Coronary angioplasty is a percutaneous coronary intervention. It is used to open the blocked heart arteries. This procedure involves using a balloon to widen the blocked arteries, which enhances blood flow to the heart. The procedure is generally combined with a stent placement procedure to reduce the risk of re-narrowing the arteries. These stents may be coated with drugs (drug-eluting stents) to maintain the opening of the artery.
Coronary angioplasty is a minimally invasive procedure that involves inserting a thin tube (catheter) with a balloon at the end into narrowed or blocked arteries in the heart. The balloon is inflated to widen the artery and restore proper blood flow.
Coronary angioplasty is typically recommended for individuals with narrowed or blocked coronary arteries due to conditions like coronary artery disease (CAD) or unstable angina. It aims to relieve symptoms such as chest pain (angina) and improve blood flow to prevent heart attacks.
In many cases, stents placed during coronary angioplasty can effectively treat blocked arteries without requiring bypass grafting (open-heart surgery). However, this decision ultimately depends on individual circumstances such as multiple blockages, location of blockages, vessel size limitations, or other complex factors best evaluated by your cardiologist or cardiac surgeon.
During the procedure, a thin tube called a catheter is inserted through an artery in your wrist or groin and guided to the blocked artery in your heart. A deflated balloon attached to the catheter is then inflated at the blockage site, pushing aside fatty deposits and widening the artery. In some cases, a stent may be placed to keep the artery open.
Possible complications can include bleeding at the insertion site, damage to blood vessels, allergic reactions contrast dye used during imaging tests, irregular heartbeat (arrhythmia), kidney problems related to dye usage, or rare instances of heart attack during or after surgery.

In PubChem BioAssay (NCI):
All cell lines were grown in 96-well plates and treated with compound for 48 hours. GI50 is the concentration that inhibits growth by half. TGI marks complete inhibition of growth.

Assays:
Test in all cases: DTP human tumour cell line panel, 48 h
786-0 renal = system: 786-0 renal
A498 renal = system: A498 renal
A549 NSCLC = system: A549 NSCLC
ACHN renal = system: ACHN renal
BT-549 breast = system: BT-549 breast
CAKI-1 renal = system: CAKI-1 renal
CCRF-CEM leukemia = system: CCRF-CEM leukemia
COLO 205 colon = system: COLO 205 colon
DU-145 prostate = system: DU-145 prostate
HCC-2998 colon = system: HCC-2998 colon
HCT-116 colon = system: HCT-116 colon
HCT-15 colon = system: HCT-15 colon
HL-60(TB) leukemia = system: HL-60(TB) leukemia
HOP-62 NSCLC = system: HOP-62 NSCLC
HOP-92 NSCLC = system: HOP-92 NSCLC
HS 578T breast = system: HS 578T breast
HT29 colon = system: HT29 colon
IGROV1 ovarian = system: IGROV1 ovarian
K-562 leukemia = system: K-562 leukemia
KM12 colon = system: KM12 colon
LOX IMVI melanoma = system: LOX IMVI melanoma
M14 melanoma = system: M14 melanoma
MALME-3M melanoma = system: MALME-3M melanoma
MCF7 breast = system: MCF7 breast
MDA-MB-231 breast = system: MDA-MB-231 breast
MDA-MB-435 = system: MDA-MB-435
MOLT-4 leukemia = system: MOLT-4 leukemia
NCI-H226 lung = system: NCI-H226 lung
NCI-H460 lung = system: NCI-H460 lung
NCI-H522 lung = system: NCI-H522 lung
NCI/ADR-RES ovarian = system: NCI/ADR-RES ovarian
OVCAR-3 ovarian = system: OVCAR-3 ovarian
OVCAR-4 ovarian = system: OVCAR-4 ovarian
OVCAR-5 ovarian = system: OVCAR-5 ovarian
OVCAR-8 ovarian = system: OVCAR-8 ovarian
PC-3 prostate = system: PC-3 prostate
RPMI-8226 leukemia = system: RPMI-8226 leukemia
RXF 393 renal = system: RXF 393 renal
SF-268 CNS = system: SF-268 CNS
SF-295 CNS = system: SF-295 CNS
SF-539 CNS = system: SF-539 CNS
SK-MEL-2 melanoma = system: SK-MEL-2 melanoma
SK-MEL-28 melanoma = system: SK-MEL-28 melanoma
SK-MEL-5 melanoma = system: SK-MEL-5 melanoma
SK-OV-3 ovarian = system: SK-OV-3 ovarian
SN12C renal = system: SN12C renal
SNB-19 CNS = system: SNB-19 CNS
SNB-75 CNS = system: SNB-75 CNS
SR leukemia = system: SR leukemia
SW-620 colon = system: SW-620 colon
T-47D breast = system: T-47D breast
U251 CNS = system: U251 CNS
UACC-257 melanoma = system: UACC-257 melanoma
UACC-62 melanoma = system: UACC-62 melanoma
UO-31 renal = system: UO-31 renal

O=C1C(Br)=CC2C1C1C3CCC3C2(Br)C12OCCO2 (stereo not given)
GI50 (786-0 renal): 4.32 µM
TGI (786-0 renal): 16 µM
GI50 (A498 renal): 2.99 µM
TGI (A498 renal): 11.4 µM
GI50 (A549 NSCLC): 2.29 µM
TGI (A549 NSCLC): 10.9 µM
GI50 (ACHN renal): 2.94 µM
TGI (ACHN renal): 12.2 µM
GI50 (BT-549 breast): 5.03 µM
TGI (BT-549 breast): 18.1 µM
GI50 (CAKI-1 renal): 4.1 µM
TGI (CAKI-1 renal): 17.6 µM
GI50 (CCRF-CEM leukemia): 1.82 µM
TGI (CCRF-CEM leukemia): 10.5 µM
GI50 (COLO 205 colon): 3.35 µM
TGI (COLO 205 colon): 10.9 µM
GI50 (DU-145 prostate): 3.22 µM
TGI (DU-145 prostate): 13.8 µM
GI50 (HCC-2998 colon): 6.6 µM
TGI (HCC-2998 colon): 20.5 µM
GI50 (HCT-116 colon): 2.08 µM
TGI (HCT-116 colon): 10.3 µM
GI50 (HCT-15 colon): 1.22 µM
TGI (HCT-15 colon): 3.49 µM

While both procedures aim for similar outcomes — improving blood flow to the heart — they differ in terms of invasiveness and approach. Coronary angioplasty is a minimally invasive procedure performed by threading a catheter through an artery, while open-heart surgery involves making an incision in the chest to access the heart.
The choice between coronary angioplasty and open-heart surgery depends on various factors such as the extent and severity of blockages, overall health condition, patient preference, and consultation with your healthcare provider. Your doctor will evaluate your specific situation to determine which option is most suitable for you.
Like any medical procedure, there are risks associated with coronary angioplasty; however, it has proven to be generally safe and effective when performed by experienced healthcare professionals under appropriate conditions.
Coronary angioplasty offers several advantages compared to open-heart surgery including:
However, it's essential to note that not all cases can be treated with angioplasty alone; some severe blockages may require open-heart surgery for better outcomes.